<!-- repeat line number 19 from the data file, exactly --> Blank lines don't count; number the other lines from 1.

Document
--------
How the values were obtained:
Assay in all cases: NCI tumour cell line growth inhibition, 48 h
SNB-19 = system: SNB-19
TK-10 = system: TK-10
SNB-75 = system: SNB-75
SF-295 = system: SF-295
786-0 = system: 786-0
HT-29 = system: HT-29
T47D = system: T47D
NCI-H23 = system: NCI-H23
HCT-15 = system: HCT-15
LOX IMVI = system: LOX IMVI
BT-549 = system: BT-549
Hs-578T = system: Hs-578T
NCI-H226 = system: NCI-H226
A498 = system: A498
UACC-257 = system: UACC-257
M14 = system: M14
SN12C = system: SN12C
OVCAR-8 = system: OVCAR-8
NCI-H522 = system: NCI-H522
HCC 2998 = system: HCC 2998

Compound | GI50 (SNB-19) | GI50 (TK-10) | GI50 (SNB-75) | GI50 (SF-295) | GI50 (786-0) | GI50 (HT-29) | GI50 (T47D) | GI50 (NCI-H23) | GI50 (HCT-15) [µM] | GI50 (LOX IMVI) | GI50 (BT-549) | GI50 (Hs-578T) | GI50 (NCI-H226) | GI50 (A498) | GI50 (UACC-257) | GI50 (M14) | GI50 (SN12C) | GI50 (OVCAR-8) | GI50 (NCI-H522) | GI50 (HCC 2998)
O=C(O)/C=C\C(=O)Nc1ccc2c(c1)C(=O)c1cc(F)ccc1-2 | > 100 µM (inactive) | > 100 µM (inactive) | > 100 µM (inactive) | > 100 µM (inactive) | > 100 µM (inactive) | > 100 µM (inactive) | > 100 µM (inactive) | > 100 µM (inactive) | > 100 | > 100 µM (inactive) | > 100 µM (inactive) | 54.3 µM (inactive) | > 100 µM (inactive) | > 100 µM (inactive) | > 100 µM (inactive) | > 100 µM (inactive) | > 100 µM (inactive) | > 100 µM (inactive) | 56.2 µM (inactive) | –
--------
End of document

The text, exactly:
SN12C = system: SN12C